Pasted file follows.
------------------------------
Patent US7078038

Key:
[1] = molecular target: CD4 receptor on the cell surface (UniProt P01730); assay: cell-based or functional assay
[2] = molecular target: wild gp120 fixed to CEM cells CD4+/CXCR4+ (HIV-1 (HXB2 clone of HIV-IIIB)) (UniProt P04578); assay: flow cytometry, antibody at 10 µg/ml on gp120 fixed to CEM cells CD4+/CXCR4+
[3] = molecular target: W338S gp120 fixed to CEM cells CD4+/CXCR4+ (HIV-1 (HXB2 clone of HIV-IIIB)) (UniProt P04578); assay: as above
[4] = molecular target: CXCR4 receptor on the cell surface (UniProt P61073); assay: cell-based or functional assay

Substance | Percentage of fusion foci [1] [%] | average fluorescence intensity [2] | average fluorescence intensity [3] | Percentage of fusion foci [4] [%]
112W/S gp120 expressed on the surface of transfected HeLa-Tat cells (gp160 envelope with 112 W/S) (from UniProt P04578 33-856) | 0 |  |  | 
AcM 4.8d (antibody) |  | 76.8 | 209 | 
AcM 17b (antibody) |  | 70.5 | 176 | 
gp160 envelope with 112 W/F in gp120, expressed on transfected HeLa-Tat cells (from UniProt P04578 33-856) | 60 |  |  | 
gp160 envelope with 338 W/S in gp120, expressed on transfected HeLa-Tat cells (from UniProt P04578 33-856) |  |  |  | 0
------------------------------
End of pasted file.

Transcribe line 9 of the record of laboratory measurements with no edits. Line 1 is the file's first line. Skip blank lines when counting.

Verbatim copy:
AcM 4.8d (antibody) |  | 76.8 | 209 | 